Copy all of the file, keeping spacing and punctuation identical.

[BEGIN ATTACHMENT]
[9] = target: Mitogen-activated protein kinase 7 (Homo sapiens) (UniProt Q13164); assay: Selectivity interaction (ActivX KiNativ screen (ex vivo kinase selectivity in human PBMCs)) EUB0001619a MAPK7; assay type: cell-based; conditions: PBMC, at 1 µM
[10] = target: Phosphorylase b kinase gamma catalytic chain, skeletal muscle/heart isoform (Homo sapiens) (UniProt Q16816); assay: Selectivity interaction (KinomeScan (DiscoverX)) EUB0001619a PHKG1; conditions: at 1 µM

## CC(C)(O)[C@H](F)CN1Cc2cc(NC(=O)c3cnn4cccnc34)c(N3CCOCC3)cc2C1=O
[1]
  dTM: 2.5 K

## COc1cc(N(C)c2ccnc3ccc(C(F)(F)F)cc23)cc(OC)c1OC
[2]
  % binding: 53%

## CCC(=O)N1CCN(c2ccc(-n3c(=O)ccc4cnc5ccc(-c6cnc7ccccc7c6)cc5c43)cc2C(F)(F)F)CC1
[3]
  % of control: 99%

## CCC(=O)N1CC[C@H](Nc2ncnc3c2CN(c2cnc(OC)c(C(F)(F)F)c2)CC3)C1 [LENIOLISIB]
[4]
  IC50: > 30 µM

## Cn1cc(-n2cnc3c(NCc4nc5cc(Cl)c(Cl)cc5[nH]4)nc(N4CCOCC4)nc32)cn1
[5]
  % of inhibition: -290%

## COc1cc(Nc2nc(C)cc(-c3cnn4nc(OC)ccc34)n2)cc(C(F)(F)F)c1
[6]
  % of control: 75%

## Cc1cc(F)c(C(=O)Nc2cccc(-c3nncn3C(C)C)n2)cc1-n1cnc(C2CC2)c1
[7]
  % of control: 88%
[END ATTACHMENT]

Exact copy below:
[9] = target: Mitogen-activated protein kinase 7 (Homo sapiens) (UniProt Q13164); assay: Selectivity interaction (ActivX KiNativ screen (ex vivo kinase selectivity in human PBMCs)) EUB0001619a MAPK7; assay type: cell-based; conditions: PBMC, at 1 µM
[10] = target: Phosphorylase b kinase gamma catalytic chain, skeletal muscle/heart isoform (Homo sapiens) (UniProt Q16816); assay: Selectivity interaction (KinomeScan (DiscoverX)) EUB0001619a PHKG1; conditions: at 1 µM

## CC(C)(O)[C@H](F)CN1Cc2cc(NC(=O)c3cnn4cccnc34)c(N3CCOCC3)cc2C1=O
[1]
  dTM: 2.5 K

## COc1cc(N(C)c2ccnc3ccc(C(F)(F)F)cc23)cc(OC)c1OC
[2]
  % binding: 53%

## CCC(=O)N1CCN(c2ccc(-n3c(=O)ccc4cnc5ccc(-c6cnc7ccccc7c6)cc5c43)cc2C(F)(F)F)CC1
[3]
  % of control: 99%

## CCC(=O)N1CC[C@H](Nc2ncnc3c2CN(c2cnc(OC)c(C(F)(F)F)c2)CC3)C1 [LENIOLISIB]
[4]
  IC50: > 30 µM

## Cn1cc(-n2cnc3c(NCc4nc5cc(Cl)c(Cl)cc5[nH]4)nc(N4CCOCC4)nc32)cn1
[5]
  % of inhibition: -290%

## COc1cc(Nc2nc(C)cc(-c3cnn4nc(OC)ccc34)n2)cc(C(F)(F)F)c1
[6]
  % of control: 75%

## Cc1cc(F)c(C(=O)Nc2cccc(-c3nncn3C(C)C)n2)cc1-n1cnc(C2CC2)c1
[7]
  % of control: 88%